Newsweek and the ‘War on Christians’
A cover that declares a “War on Christians” is bound to get some attention.
Writing in the February 12 issue of Newsweek, author Ayaan Hirsi Ali‘s argument is just as blunt. Enough with all this talk “about Muslims as victims of abuse,” because really it’s the other way around:
A wholly different kind of war is underway–an unrecognized battle costing thousands of lives. Christians are being killed in the Islamic world because of their religion. It is a rising genocide that ought to provoke global alarm.
To suggest that a genocide is underway is, of course, a serious charge. And Hirsi Ali alleges that it is widespread:
In recent years, the violent oppression of Christian minorities has become the norm in Muslim-majority nations stretching from West Africa and the Middle East to South Asia and Oceania.
To make matters worse the media have been cowed into silence, due to “the influence of lobbying groups such as the Organization of Islamic Cooperation–a kind of United Nations of Islam centered in Saudi Arabia–and the Council on American-Islamic Relations.” She writes:
Over the past decade, these and similar groups have been remarkably successful in persuading leading public figures and journalists in the West to think of each and every example of perceived anti-Muslim discrimination as an expression of a systematic and sinister derangement called “Islamophobia”–a term that is meant to elicit the same moral disapproval as xenophobia or homophobia.
So there is a genocide underway, and there are specific groups obscuring this fact and steering media away from covering this horror–in effect making them complicit in the genocide.
This is a remarkably serious charge. It is rather shocking to see it printed in a national magazine with so little evidence.
Ali’s piece is accompanied by a large graphic (which doesn’t appear to be online) labeled “Terrorist Attacks on Christians in Africa, the Middle East and Asia.” According to the graph, there were 45 such attacks in 2010. Violence of this sort is tragic; the anecdotes Hirsi Ali cites from Nigeria sound horrific.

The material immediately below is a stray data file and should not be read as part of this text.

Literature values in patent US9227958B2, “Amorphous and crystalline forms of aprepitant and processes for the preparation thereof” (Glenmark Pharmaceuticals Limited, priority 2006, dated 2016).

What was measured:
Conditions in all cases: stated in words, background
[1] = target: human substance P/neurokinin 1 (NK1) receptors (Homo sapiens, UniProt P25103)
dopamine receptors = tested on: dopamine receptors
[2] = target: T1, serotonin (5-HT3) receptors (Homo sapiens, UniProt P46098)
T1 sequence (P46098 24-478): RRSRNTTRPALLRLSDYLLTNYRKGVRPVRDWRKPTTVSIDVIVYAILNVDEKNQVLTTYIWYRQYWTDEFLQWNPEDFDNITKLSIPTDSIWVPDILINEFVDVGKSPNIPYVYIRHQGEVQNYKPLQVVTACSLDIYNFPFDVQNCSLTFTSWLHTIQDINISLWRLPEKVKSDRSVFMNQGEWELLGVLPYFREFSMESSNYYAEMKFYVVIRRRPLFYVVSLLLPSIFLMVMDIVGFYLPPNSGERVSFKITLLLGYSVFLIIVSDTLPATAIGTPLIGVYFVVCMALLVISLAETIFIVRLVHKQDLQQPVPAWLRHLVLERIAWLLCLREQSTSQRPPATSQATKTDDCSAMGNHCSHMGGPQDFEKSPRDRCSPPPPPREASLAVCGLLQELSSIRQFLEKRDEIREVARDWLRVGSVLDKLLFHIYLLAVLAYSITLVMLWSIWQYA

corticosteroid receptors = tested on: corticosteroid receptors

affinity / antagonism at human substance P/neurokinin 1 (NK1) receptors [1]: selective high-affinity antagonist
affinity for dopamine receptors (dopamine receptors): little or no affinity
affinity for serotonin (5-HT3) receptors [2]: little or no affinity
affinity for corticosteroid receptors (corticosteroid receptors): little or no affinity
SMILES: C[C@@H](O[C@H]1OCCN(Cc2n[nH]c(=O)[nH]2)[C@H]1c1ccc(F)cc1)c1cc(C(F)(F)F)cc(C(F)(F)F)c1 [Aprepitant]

But is it a genocide? And is the violence directed against Christians on the basis of religion? It is hard to see how one could make such a leap. In Egypt, for instance, Hirsi Ali points to an incident where Christian protesters were killed by state security forces. Hundreds have been killed in similar circumstances in Egypt over the past year. They were not all Christians, and they were not killed in a drive to stamp out members of a particular faith.
Hirsi Ali finds similar evidence elsewhere: “Since 2003, more than 900 Iraqi Christians (most of them Assyrians) have been killed by terrorist violence in Baghdad alone.” Of course, Baghdad has suffered terrible violence since the U.S. invasion and occupation. It is unclear why these particular deaths, a small percentage of total killings in Baghdad, should be considered part of a genocidal Muslim campaign against Christians. She adds that “thousands” of Iraqi Christians have fled their homes. But millions of Iraqis have done the same, across ethnic and religious lines. It’s hard to conclude that anti-Christian genocide is the story that is being kept out of the media by the likes of CAIR.
Hirsi Ali pleads with readers that we must “please get our priorities straight…. Instead of falling for overblown tales of Western Islamophobia, let’s take a real stand against the Christophobia infecting the Muslim world.”
It’s hard to know what she means; is there really some great danger that the West is doing too much to protect Muslims? The real implication here is that there is a genocide that must be stopped. That is an extremely serious charge. She fails to provide evidence to support that case, and manages to smear a major American Islamic advocacy group in the process.